Posted January 11, 2023
By Matt Insley
Election Denialism, Brazilian-Style
In Brazil on Oct. 30, 2022, left-wing Workers’ Party presidential candidate Luiz Inácio Lula da Silva — known simply as Lula — defeated incumbent President Bolsonaro by a hairline margin.
When all the votes were tallied, Lula had garnered 50.8% of the votes compared with 49.2% for Bolsonaro.
Two days after the election, Bolsonaro said “he would respect Brazil’s constitution but stopping short of conceding or congratulating his left-wing rival,” says Al Jazeera.
Thereafter, Bolsonaro stayed mum on the subject, neither confirming nor denying the idea of election fraud — having already stoked widespread mistrust. (More on that below.)
“Bolsonaro may have lost, but his movement, Bolsonarismo, is as strong as ever,” said Brazil-based independent journalist Glenn Greenwald at The Spectator in November 2022.
“[Bolsonaro’s] party is the largest in both houses of Congress. It controls the governorships of many key states, such as Rio and Sao Paulo.
“His most devoted followers, including many in the state and local police, await his reaction,” Greenwald wrote. “Already serious strife is apparent.
“Massive pro-Bolsonaro protests with a large police component are blocking roads and airports as the Supreme Court orders other police officers to stop them. It is, to put it mildly, quite dangerous when police units begin facing off.”
Nevertheless, Lula was sworn in as president on January 1, 2023…
Send your opinions to, firstname.lastname@example.org
Your Rundown for Wednesday, January 11, 2023...
Democracy Or Denialism?
Lula himself is an enormously controversial figure. Although he previously served two presidential terms (2003-2010), Lula was convicted in 2017 on corruption charges related to Operation “Lava Jato” (or Car Wash).
The investigation “exposed a bribes‐for‐political‐access scheme that shook politics in Brazil and throughout Latin America,” says an article at the CATO Institute.
In fact, as recently as 2019, Lula was serving a 12-year prison sentence when “Brazil’s Supreme Court annulled [Lula] Da Silva’s conviction… [ruling] that former judge Sergio Moro, who led the Lava Jato proceedings, had no jurisdiction over the former president’s case.”
Lula went free, then, because of a due-process violation, but he was never retried for his alleged role in the $5-billion “Car Wash” scandal.
(Proving no one has clean hands here, Judge Moro, who’d conveniently jailed Bolsonaro’s main political opponent, was rewarded “with a job as [Bolsonaro’s] minister of justice and public security,” Greenwald notes.)
Early 1980s: Bolsonaro (left) was an officer in the Brazilian Army; Lula (right) was jailed briefly for organizing labor unions and the Workers’ Party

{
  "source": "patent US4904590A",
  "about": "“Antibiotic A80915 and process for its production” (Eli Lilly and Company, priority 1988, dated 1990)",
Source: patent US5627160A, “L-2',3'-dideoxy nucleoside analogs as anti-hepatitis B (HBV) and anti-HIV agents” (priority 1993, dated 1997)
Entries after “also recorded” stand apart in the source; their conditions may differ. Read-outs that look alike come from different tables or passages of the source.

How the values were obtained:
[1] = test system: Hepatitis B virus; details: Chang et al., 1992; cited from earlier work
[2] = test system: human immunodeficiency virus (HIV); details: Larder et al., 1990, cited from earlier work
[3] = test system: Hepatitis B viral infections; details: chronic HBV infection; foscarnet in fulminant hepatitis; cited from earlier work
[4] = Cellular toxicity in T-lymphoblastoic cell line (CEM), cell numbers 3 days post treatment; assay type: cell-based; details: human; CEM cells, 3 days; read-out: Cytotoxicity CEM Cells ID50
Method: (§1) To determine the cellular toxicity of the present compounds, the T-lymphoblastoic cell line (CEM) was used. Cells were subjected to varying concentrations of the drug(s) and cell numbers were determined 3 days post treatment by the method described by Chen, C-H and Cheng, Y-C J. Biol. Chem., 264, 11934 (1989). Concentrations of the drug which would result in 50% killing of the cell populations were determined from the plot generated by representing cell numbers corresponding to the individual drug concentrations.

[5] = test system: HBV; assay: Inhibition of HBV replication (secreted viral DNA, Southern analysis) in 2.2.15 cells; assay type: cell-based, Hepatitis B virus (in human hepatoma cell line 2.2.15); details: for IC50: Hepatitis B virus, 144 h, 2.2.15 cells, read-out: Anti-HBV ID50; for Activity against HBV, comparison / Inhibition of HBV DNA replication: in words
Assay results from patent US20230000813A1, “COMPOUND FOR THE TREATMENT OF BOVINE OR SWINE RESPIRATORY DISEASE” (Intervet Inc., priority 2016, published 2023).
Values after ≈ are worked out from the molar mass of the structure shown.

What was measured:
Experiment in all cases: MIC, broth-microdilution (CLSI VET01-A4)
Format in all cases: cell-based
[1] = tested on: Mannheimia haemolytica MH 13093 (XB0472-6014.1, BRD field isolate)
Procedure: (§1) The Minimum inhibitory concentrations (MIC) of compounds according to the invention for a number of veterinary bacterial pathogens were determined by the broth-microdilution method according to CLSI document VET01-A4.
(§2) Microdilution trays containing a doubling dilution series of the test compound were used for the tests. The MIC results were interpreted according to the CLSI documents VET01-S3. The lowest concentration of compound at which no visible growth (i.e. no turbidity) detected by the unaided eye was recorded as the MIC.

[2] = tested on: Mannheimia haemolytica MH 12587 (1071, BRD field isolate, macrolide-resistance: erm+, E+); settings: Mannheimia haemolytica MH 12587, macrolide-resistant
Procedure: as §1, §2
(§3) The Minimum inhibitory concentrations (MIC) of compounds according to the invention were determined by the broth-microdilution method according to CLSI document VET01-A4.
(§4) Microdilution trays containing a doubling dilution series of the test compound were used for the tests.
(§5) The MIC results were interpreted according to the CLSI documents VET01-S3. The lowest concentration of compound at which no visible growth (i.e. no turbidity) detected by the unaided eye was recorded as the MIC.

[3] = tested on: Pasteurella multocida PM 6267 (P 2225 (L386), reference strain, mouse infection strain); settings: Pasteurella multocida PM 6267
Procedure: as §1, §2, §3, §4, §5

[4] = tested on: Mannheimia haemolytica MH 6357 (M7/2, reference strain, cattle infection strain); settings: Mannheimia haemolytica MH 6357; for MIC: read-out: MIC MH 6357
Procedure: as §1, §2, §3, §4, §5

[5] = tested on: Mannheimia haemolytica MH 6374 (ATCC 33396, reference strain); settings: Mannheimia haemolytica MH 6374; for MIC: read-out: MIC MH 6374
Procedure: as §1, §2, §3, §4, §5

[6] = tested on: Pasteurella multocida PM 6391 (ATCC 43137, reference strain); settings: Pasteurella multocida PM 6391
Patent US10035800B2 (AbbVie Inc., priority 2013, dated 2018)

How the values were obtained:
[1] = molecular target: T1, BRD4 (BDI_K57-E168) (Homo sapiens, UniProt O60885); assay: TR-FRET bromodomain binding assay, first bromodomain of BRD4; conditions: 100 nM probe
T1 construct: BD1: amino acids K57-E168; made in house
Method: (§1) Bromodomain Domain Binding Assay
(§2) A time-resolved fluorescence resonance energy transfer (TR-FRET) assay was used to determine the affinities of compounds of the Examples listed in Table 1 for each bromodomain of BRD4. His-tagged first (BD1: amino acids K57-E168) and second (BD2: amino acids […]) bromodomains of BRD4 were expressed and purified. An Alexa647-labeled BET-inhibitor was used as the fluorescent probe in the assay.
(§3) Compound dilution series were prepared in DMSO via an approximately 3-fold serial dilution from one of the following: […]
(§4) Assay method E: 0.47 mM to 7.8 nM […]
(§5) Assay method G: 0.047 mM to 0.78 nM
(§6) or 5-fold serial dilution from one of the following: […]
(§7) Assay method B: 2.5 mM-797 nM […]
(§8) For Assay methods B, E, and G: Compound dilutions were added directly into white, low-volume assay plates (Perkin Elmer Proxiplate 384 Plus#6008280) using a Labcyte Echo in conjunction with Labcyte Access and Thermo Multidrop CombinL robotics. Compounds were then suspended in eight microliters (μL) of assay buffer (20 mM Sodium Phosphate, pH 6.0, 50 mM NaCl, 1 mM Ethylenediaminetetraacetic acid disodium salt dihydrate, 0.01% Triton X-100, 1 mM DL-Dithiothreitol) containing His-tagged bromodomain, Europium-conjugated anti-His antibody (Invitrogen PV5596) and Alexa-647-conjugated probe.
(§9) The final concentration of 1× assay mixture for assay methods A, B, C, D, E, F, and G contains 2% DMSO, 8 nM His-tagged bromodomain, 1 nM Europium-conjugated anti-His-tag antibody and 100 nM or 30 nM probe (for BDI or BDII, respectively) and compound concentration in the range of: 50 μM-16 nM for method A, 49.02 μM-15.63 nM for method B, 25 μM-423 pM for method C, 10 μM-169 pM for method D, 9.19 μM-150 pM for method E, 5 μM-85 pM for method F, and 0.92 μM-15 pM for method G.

Unlike Lula, President Jair Bolsonaro was an officer in Brazil’s military; after which, his political career emerged virtually out of nowhere. Dubbed the “Trump of the tropics,” Bolsonaro campaigned for president and won in 2018.
Then, on one of the last days of his presidency, December 30, 2022, Bolsonaro flew his presidential plane to Florida where he announced he would be staying at the Orlando vacation home of former Brazilian MMA fighter Jose Aldo for a number of months.
(We understand Bolsonaro took a brief detour to a Florida hospital, apparently suffering from abdominal discomfort from an old stab wound he endured on the campaign trail in 2018… Yes, this story has more twists and turns than a soap opera.)
According to Greenwald, “it’s certainly feasible, knowing what Bolsonaro was capable of doing,” that the Lula administration agreed to back off investigating Bolsonaro’s politician sons for corruption, provided he left Brazilian soil. (To be clear, that’s just speculation.)
But amid a vacuum of leadership, Bolsonora’s devotees ransacked three government buildings on Sunday. And while the mainstream’s been tripping over themselves since to draw comparisons to the January 6 raid on the Capitol in D.C., Greenwald says suspicion of one’s government didn’t originate in the United States, nor is it a new phenomenon.
Plus, Brazilians have much to be suspicious about…
Some Americans would believe the U.S. government’s been in the business of “exporting democracy” around the globe, but in 1964, LBJ in concert with the CIA, overturned Brazil’s democratically-elected government, installing instead a military dictatorship that would last until 1985.
Like we said earlier, no one has clean hands here.
While we strayed today from our usual financial beat, we thought it worthwhile to provide some historical context for the mainstream’s centimeter-deep analysis of what’s happening in Brazil.
Join us tomorrow for another episode of The Rundown.
Market Rundown for Wednesday, Jan. 11, 2023
S&P 500 futures are up 0.45% to 3,935.
Oil is up 2.10% to $76.71 for a barrel of WTI.
Gold is up 0.30% to $1,881.20 per ounce.
And Bitcoin’s slightly in the red at $17,400.
Send your comments and questions to, email@example.com